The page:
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Baptist Press reports that in 2010, the Morristown church learned that $147,000 presumably sent to the Lottie Moon Christmas Offering for International Missions had not been received by the International Mission Board. Further investigation revealed that five payments (approximately $120,000) budgeted by the church to the Tennessee Baptist Convention for the Cooperative Program missions and ministry had not been received there. First Baptist also discovered checks stashed away in a drawer that had been written to pay bills. The issue revolved around the trust placed in former financial secretary Barbara Whitt. “Our people had grown up with her. She was like an institution here,” pastor Dean Haun said. The church employed a forensic auditor to examine how long the embezzlement had been occurring. The audit discovered that more than $1.5 million had been diverted from the church over a period of several years. Whitt later confessed that she had written more than 1,600 checks to herself, totaling $1,514,593, in what is considered the largest theft ever in Hamblen County. In addition to Whitt’s arrest, her son Michael was charged as a co-conspirator. Both Whitt and her son were sentenced in October to roughly four years in prison. With all that behind them, Haun believes First Baptist has grown from the financial adversity. Looking back, Haun believes the church was able to overcome what happened because its leaders were open and honest from the outset about what happened. When Haun and church leaders learned what the Whitts had done and the story was about to break in the local paper, a special meeting of the church was held on Tuesday night prior to the release of the story. “We needed to be up front and honest with the church. We shared with the church everything we knew that night,” Haun said. Church members could have decided to find another church or quit giving, Haun said, or they could band together “and see God do a miracle in our midst.” One member stood up and said, “I am not going to let the enemy have the victory. I am going to give twice as much.” The church applauded, Haun recounted. The special meeting “ended up being more of a revival”; it was evident the church would rally, Haun said, and it did. Read more here…
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A former rector at St. Stephens Church in Colorado Springs is in big trouble… accused of stealing $392,000 from the church treasury. Rev. Donald Armstrong’s reasoning in court this week?  Well… he did use church funds to pay for his two kid’s college tuitions, but he did so in lieu of getting any pay raises for several years. In other words… you didn’t give me a pay raise, so I just paid my kids college bill instead. He said that all the checks were made to “Tuition Management Systems, and that the purpose of those checks should have been obvious. And each check needed to be signed by Armstrong and someone else from the church. Here’s an interesting exchange from the Gazette.com: Wasn’t it obvious that the checks were going for tuition? Hartley [Armstrong’s attorney] asked the detective. “Yet not one warden who co-signed on these checks ever questioned what this was for?” he asked. “I suppose the senior warden was depending upon the rector to be honest,” Flynn [the detective] replied. “And my investigation showed that Mr. Armstrong was not.” Mistake #1:  Armstrong signing checks Mistake #2:  The church trusting Armstrong and not having any financial accountability. Sound strikingly familiar to this story yesterday? Come on, people… have some common sense. Read more here.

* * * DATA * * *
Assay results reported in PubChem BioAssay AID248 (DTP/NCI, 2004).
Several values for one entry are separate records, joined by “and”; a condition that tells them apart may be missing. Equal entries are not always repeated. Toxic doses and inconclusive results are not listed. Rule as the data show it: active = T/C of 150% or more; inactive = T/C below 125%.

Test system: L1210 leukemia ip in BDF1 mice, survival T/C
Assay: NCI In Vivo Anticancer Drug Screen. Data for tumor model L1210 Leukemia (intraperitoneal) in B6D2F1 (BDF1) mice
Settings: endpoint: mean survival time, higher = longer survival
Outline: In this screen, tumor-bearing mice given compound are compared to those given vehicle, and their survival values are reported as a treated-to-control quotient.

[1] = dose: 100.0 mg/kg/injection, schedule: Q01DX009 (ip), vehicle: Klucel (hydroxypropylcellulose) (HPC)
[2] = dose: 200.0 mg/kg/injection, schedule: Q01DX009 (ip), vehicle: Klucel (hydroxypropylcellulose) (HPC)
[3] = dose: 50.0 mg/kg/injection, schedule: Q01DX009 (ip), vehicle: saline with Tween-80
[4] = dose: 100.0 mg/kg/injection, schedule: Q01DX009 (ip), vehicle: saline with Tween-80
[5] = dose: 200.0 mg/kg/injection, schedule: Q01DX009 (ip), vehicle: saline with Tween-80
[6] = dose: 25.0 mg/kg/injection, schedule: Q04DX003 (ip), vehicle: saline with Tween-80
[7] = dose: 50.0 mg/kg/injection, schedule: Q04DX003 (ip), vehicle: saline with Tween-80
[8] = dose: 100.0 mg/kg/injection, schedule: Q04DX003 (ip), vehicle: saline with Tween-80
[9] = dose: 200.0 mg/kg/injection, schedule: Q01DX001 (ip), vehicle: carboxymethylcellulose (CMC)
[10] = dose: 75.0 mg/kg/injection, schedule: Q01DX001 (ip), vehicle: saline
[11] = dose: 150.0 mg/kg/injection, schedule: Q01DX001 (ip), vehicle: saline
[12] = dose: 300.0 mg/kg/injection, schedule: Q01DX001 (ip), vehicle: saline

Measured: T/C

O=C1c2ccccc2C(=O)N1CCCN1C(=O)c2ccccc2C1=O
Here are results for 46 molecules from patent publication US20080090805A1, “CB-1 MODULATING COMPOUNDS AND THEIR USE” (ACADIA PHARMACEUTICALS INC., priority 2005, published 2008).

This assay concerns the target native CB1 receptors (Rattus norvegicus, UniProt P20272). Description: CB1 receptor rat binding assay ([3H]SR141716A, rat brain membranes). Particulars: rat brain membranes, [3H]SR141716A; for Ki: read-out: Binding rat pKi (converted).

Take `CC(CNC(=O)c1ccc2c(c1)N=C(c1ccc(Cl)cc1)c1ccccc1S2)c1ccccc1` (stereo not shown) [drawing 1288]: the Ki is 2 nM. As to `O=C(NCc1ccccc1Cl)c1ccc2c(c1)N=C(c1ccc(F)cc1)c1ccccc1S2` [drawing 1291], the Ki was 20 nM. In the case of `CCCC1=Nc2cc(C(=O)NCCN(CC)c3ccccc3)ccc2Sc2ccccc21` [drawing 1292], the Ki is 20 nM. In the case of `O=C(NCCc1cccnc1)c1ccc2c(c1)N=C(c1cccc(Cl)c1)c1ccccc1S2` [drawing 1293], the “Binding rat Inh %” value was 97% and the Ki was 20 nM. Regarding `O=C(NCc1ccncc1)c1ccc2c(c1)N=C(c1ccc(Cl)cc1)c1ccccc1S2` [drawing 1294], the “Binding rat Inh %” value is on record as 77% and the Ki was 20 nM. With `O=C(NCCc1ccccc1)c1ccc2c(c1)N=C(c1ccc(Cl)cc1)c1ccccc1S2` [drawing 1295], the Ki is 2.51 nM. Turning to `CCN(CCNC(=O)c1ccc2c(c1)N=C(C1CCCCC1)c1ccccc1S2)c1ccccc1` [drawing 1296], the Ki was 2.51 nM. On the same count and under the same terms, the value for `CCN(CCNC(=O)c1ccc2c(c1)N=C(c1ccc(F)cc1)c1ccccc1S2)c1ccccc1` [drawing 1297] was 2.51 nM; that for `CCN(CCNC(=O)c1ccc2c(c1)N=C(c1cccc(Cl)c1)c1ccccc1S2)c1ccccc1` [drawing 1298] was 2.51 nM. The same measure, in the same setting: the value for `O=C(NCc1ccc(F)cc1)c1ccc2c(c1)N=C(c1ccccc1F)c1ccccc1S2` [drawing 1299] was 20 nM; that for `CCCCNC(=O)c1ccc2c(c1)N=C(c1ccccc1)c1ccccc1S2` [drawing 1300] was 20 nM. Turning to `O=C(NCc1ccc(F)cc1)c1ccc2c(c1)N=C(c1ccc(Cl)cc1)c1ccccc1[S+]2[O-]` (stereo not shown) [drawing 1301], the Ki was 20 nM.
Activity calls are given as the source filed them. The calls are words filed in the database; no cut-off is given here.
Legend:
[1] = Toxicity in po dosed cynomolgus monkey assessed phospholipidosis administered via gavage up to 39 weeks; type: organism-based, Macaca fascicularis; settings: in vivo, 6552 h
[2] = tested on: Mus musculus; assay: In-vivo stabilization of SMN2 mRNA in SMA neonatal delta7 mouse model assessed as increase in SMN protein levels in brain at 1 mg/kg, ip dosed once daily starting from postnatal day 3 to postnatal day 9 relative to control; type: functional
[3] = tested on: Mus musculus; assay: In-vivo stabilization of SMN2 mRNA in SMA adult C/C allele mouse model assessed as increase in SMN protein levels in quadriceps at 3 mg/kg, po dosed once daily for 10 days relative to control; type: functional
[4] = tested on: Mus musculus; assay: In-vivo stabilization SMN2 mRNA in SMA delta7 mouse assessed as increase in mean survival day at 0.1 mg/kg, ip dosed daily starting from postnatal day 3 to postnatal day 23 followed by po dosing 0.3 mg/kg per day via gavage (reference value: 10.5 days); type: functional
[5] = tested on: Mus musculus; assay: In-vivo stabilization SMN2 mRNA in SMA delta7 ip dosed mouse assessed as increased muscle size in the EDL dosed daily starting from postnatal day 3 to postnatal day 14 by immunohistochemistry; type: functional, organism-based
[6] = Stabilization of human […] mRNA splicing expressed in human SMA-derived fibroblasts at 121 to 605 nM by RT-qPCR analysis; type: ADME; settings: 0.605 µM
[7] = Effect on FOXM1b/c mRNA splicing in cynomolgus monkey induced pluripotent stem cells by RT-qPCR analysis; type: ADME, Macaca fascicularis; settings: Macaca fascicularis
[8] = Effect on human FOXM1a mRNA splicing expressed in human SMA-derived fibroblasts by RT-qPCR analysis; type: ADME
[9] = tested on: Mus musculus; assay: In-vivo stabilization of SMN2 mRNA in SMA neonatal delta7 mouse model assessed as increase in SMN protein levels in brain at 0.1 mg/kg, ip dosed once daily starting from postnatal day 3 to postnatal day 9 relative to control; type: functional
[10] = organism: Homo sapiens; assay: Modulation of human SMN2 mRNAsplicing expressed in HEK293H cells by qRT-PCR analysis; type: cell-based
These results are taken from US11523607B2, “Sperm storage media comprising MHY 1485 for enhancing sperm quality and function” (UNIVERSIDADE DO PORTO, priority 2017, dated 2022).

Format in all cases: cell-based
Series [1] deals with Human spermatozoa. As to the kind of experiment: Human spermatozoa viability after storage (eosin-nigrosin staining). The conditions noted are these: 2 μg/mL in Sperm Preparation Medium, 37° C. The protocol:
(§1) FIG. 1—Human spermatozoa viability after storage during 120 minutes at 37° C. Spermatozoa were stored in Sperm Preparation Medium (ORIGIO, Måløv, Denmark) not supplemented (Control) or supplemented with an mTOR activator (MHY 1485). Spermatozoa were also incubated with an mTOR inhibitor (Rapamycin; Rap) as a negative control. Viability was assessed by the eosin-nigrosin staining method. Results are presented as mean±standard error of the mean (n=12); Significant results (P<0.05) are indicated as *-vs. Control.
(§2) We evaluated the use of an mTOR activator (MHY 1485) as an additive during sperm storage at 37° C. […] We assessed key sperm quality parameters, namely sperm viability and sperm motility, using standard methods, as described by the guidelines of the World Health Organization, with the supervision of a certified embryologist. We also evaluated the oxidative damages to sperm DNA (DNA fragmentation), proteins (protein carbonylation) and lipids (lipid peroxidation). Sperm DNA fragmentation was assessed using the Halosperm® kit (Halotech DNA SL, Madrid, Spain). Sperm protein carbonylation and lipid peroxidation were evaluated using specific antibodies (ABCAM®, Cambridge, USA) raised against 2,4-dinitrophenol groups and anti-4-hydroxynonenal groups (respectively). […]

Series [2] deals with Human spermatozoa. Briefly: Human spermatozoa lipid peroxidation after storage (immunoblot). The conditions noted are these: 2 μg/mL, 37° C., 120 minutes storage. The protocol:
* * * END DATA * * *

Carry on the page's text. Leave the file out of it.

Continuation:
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Current Events
Barbara Whitt headed the generosity ministry at First Baptist Church of Morristown, TN.  Only thing was, she was being generous with herself. A mother and son pleaded guilty in federal court Feb. 19 to stealing more than $1.5 million from a Southern Baptist church where the mother worked for 47 years. Barbara Whitt, 69, and Michael Whitt, 43, pleaded guilty in U.S. district court to bank fraud and money laundering related to funds embezzled from First Baptist Church in Morristown, Tenn. According to the Morristown Citizen Tribune, the pair remain free on bond until their sentencing is set in July. A widow and trusted financial secretary of the 1,800-member church, Whitt was accused of writing 1,647 checks to herself between January 2008 and April 2010. She was arrested in May, after a church audit found $500,000 was missing. via Associated Baptist Press – Mother, son confess to stealing church funds. WOW.  Over 1600 checks to herself in 28 months.  That’s over 50 checks per month.  written. to. herself. Can that be right? And the audit found $500k missing?  Wonder if they also found the 1,647 checks WRITTEN. TO. HERSELF. And I’m surprised that this didn’t raise a red flag at the church. This could quiet possibly be the worst case of financial oversight I’ve ever seen in a church. But, then again… I guess… who would ever suspect sweet 69 year old Barbara, who’d been working at the church for 47 years, would do a thing like that? The truth… it shouldn’t have mattered.  SOMEONE besides Barbara or her son should have been having checks and balances (pun intended) over the church books. What safeguards does your church have in place to make sure this doesn’t happen?
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